My bedtime BG was 16.6mmol, which isn’t unusual on a Sunday. I usually get it back in range before bed but it just hadn’t happened this time.  I had a correction dose and decided to set the alarm for 3am to make sure the insulin had done its job and to double check that I wasn’t going too low.

Before I know it it was 3am and the alarm was waking me (quite often I’ll sleep through it).  I dug out my glucose monitor and did the usual. The reading was 9.5, which I wasn’t expecting, the meter suggested a correction. This has happened before and was more than comfortable with the dose. So I delved into my bag for my insulin pen. I rummaged and rummaged and couldn’t find it.  So I sat up, pulled the bag onto my lap to look inside it and I still couldn’t find it. I must have left it downstairs after the earlier correction dose. So off I went downstairs, I had contemplated leaving it and dealing with whatever the number was at my usual “get up” time but reprimanded myself for being lazy and wondering just how high it would be by then.  I looked for the pen downstairs but couldn’t find it there either.  I went back up and looked in my bag again just incase I’d missed it the first two times, and no it still wasn’t there.  I decided to dig out my old pen and look for my other one in the morning, so back down stairs.  I dialled up the dose, injected it and went back to bed expecting to now be awake for ages.  Thankfully I dropped off quickly.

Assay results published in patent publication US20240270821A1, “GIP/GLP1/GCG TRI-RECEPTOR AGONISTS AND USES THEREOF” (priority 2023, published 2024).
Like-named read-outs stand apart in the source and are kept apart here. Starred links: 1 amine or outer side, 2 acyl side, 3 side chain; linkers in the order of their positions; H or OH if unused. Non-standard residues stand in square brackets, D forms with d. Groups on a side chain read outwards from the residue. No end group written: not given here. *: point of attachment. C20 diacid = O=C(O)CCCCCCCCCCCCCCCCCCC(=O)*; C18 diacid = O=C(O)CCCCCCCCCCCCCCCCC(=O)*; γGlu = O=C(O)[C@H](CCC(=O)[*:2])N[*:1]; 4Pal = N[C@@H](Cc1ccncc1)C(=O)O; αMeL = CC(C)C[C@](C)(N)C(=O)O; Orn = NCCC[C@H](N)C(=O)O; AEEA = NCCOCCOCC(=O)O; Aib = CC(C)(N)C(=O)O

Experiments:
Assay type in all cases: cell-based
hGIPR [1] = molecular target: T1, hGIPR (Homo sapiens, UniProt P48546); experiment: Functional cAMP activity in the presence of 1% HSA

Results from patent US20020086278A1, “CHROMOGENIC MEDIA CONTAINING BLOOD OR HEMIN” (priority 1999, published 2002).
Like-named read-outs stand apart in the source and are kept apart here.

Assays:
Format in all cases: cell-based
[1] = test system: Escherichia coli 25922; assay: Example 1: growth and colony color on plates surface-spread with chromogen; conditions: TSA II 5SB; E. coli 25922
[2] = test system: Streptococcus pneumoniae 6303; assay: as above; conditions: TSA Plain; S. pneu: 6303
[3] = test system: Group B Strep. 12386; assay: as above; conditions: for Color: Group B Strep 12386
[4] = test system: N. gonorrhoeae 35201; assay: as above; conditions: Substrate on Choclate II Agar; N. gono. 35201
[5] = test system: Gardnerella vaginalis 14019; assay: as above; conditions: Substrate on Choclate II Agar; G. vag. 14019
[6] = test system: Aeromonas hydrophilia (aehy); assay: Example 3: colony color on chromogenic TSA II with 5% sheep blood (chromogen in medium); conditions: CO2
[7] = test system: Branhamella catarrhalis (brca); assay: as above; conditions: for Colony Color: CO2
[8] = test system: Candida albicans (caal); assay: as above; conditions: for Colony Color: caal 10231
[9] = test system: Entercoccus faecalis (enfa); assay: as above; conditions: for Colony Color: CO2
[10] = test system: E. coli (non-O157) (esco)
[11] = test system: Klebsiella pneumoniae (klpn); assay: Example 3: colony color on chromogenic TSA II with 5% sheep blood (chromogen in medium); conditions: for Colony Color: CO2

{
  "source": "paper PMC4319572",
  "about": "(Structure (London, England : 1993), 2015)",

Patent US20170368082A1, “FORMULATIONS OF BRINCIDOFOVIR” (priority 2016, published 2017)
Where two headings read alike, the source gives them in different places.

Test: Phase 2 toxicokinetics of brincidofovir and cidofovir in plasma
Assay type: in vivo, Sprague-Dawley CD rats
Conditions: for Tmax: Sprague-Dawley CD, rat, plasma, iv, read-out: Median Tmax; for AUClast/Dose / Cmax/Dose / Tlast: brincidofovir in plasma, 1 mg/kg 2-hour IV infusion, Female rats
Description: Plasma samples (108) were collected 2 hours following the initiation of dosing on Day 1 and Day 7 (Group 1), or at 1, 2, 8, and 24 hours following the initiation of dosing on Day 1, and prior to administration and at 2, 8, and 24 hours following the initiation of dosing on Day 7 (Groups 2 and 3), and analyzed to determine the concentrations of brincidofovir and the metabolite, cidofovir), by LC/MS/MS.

Two hours later…

In the instant of waking up and thinking that was an odd dream, I’m feeling really “off”, I’m too hot, I’m shaking and my vision is blurred and not sleepy blurred, I realised that I was hypo and very hypo too.  The only reason I checked my BG was to find out how hypo so I could gauge how much to treat it.  The monitor screen showed 1.4mmol with 2 hours of insulin on board!!! (Argh, how, what? Really wishing now that I had my CGM sensor on, if at 3am I had seen a 9.5 with a downward arrow there is no way I would have corrected. I probably would have reset my alarm for another hour and checked then or let the CGM warn me.)  Thankfully I had cartons of juice on the bedside cabinet, I ripped the straw off with my shaking hands, eventually got the straw cover off and inserted it into the carton. I drank the whole lot without letting any air back into the carton and totally flattened the carton.

juice box

Unless it was against another #doc member. Then we’d need a stopwatch. 😀

I then got another one, ripped the straw off it and put it in the carton. About half way through I managed to stop myself and made myself wait. I think Allun’s only knowledge of my hypo was him trying to move the quilt, unsuccessfully, due to me being led on top of it trying to cool down. Thankfully my numbers came back up very quickly.  By now I only had about an hour before I had to get up.  Again, thankfully, I did get back to sleep and when the alarm went off again I woke up with a 6.1mmol.

So that’s how you flatten a juice carton. 😀

At the time of starting this blog I hadn’t signed up to the Diabetes Blog Week as wasn’t sure if I’d be able to do every day due to commitments and family “busyness” but I thought I might as well try. This one isn’t really a hugely positive “I Can” but I thought it would add a little humour to my shock of a 1.4 BG reading.

So… “I Can” flatten a juice carton in a couple of seconds flat!! 😀

Update … I did find my pen the following morning, I must have dropped it off my lap and onto the fold down bit of the recliner. So when I closed the recliner my pen disappeared from view. I’ve done this before with my glucose meter so I should have known really.recliner

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